2. L2 learning and teaching strategies
  3. Discussion of different strategies that have been developed over the years
  4. Teaching methods: Traditional versus new ones.
  5. How strategies are linked to different theories seen previously in this course
Week 6
  1. Language policy and planning
  2. Language assessment and evaluation
Week 7
  1. How to utilize technology in L2 teaching, learning, assessment, and research to make the L2 learning process a lot more effective and efficient
  2. How to deal with technology-based issues
Week 8
  1. The importance of research when it comes to implementing effective L2 teaching
  2. Research to diagnose:
    1. Learner’s needs
    2. Instructional needs
    3. Quality of instructional materials
    4. Effectiveness of instructional strategies, among others
    5. The L2 teacher as a researcher practitioner
  3. Research in SLA:
    1. Unique approaches
    2. Traditional social research methods—quantitative, qualitative, and mixed-methods approaches
Week 9  
  1. SLA as a new yet well established field
  2. Pressing demand that originated it: millions of immigrants in need of learning an L2
  3. Current access to abundant research from different:
    1. Perspectives
    2. Countries
    3. Languages
    4. Instructional settings
    5. Ages of learners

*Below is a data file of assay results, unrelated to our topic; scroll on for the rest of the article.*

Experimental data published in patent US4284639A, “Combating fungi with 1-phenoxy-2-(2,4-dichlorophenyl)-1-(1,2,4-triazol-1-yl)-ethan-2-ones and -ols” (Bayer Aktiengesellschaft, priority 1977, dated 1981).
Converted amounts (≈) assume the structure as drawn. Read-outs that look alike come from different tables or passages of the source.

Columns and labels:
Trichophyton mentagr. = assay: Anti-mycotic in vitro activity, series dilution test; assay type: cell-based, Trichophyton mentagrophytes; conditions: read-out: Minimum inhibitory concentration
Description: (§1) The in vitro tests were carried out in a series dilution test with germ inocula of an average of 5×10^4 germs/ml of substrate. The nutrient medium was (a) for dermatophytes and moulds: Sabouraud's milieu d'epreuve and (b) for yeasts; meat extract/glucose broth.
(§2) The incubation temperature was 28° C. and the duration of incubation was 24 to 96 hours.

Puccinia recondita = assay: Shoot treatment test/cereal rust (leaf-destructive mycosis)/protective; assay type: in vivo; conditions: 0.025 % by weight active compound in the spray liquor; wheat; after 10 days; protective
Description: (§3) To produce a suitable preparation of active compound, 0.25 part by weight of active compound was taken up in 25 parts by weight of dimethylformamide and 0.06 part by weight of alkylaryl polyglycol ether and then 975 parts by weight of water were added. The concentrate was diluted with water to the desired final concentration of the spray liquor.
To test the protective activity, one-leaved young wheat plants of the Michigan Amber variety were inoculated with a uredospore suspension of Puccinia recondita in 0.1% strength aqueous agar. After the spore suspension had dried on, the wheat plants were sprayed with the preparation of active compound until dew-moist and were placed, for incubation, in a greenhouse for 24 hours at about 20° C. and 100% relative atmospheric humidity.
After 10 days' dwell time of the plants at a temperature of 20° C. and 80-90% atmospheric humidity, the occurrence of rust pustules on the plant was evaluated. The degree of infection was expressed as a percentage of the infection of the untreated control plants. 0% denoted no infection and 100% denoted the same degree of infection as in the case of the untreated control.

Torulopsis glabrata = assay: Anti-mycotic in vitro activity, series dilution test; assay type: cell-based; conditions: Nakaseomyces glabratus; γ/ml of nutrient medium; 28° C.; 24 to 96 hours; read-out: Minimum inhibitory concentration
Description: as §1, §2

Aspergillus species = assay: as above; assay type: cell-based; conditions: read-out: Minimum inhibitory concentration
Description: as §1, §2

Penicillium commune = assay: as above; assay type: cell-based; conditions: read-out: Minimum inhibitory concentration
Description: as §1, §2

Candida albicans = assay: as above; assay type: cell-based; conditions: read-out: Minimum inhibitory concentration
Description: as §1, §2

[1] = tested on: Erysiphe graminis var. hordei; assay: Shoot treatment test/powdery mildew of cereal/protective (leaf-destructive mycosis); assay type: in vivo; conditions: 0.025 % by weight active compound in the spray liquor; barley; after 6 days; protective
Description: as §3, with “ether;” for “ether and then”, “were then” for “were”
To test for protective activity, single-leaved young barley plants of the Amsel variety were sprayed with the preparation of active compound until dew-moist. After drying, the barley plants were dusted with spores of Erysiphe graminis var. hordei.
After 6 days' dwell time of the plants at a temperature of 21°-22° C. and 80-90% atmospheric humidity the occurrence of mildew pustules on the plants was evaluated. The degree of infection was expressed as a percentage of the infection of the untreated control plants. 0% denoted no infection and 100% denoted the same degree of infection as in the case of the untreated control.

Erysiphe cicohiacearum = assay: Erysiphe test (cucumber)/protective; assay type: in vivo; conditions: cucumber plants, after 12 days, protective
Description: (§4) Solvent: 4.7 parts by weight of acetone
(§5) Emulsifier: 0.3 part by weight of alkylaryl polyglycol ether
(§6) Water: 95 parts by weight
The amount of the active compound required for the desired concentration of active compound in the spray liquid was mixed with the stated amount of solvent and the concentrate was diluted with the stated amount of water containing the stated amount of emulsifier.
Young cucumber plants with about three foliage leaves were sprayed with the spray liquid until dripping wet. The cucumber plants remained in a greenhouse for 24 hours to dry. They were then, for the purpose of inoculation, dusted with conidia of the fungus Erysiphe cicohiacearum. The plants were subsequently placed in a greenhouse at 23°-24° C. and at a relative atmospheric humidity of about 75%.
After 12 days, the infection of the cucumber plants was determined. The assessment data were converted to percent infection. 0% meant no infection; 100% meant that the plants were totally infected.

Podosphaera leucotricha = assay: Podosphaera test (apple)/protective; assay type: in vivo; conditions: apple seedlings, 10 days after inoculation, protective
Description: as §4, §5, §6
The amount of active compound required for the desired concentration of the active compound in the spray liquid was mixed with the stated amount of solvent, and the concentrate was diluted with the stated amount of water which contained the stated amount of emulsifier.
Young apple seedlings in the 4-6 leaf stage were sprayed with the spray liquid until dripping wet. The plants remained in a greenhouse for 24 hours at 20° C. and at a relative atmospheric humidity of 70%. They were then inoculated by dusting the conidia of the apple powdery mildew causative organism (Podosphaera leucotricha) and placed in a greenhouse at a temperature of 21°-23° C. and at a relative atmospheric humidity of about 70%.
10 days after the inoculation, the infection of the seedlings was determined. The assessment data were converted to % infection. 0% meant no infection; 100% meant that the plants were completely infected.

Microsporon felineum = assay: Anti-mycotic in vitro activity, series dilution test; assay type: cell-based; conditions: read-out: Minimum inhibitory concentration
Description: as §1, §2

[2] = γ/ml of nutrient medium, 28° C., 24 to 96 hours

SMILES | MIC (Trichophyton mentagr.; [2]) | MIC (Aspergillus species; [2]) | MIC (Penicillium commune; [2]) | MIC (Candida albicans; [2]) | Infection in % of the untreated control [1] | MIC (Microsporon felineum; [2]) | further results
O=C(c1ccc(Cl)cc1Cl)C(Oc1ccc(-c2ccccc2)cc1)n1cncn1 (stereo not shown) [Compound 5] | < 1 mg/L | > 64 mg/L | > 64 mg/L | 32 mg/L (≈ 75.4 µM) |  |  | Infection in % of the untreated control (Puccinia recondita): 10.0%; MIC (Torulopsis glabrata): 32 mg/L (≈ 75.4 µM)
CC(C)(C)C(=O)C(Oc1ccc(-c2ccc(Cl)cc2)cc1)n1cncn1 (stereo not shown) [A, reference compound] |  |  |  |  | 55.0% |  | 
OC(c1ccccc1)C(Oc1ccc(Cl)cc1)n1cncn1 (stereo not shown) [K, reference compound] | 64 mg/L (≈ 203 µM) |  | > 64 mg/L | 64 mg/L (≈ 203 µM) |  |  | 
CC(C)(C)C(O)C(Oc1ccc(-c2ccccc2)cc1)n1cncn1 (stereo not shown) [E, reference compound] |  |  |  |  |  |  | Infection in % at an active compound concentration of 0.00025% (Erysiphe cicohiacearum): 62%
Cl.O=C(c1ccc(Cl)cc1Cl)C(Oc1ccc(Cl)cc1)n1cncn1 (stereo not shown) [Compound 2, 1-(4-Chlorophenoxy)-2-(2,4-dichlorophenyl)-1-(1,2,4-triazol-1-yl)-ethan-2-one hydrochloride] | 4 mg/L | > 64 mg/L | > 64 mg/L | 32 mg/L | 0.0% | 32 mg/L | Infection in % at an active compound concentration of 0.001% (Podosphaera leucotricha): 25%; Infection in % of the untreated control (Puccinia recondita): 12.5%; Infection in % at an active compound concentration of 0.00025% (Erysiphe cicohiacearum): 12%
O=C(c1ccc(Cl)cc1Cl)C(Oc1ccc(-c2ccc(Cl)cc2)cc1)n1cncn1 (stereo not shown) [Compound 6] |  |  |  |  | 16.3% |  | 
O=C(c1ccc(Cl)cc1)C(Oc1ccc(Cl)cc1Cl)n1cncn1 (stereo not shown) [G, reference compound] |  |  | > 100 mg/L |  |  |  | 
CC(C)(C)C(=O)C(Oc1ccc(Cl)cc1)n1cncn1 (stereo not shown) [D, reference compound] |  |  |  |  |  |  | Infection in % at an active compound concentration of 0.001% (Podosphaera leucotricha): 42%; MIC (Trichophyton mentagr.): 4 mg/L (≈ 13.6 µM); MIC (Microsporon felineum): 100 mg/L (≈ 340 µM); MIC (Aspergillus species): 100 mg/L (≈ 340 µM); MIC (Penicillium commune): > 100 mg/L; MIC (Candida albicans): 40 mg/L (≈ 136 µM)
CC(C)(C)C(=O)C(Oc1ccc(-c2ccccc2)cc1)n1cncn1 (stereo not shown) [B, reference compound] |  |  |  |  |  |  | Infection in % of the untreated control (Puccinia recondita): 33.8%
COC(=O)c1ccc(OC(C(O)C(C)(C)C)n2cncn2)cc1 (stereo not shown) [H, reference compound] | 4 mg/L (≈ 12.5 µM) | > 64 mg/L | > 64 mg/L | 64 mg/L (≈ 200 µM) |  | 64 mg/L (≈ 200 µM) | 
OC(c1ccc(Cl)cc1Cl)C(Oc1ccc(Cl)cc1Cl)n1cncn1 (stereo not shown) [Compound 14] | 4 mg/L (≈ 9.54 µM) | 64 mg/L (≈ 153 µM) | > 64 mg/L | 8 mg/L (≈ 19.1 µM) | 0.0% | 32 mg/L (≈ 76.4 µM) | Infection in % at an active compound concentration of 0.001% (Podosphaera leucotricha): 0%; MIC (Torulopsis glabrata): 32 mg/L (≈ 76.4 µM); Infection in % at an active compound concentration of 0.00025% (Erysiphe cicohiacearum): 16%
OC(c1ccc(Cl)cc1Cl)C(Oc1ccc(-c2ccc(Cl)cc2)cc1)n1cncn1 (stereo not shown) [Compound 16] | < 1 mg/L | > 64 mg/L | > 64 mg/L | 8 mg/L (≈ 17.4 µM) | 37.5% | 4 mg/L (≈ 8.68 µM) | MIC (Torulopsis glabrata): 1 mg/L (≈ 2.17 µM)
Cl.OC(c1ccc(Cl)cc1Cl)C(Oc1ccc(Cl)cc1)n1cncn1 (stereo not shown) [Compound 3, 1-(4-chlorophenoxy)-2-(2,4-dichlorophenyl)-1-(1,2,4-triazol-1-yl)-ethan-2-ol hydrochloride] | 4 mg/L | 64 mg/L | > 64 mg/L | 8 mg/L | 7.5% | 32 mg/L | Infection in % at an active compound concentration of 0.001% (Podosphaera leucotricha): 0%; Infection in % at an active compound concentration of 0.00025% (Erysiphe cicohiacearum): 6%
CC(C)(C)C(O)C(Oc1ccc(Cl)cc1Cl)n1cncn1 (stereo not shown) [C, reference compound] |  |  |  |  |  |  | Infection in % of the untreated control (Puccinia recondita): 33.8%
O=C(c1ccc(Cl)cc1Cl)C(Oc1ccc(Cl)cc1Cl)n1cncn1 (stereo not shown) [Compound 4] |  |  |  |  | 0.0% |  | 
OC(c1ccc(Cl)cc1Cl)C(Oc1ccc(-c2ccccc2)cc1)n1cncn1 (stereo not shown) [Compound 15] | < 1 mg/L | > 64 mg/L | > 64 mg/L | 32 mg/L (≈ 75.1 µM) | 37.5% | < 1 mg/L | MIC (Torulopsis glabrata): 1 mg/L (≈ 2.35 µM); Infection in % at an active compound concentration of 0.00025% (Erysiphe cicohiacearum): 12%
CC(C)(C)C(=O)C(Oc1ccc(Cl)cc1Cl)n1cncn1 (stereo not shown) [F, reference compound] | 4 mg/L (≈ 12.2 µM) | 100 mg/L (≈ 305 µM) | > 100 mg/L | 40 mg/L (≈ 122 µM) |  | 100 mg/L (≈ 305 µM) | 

4. New trends that are emerging




Claudia E. Blath, MAEd TESOL

CLAUDIA BLATH finished her MA degree in Education with emphasis in TESOL at AIIAS in 2015. Since then she has been living in Buenos Aires, Argentina, and working from home as the translator and editor of the Adult Sabbath School Bible Study Guide, Spanish edition, among many other freelance projects. She loves doing research and writing, and is here today hoping to be part of “those who, through the grace of God, have received intellect and spiritual benefits are, as they advance, to carry others with them to a higher excellence. And this work, done to promote the good of others, will have the co-operation of unseen agencies. As we faithfully continue the work, we shall have high aspirations for righteousness, holiness, and a perfect knowledge of God. We shall be complete in Christ in this life, and shall take our increased capabilities with us to the courts above, there to continue the higher education” (Ellen G. White, Youth Instructor, Dec. 8, 1898, par. 15).



Safary Wa-Mbaleka, PhD

SAFARY WA-MBALEKA has designed and taught many TESOL courses in the Philippines, USA, Puerto Rico and the Democratic Republic of Congo. He served 8 years as the TESOL program director at AIIAS before being called to serve at the Adventist University of Africa in 2019 where he is currently serving as the director of AUA Online while teaching leadership and research courses. A number of his publications in the field of TESOL are freely accessible online. In TESOL, he is especially passionate about research on Mother-Tongue-Based Education, multicultural education, and L2 teachers and learners.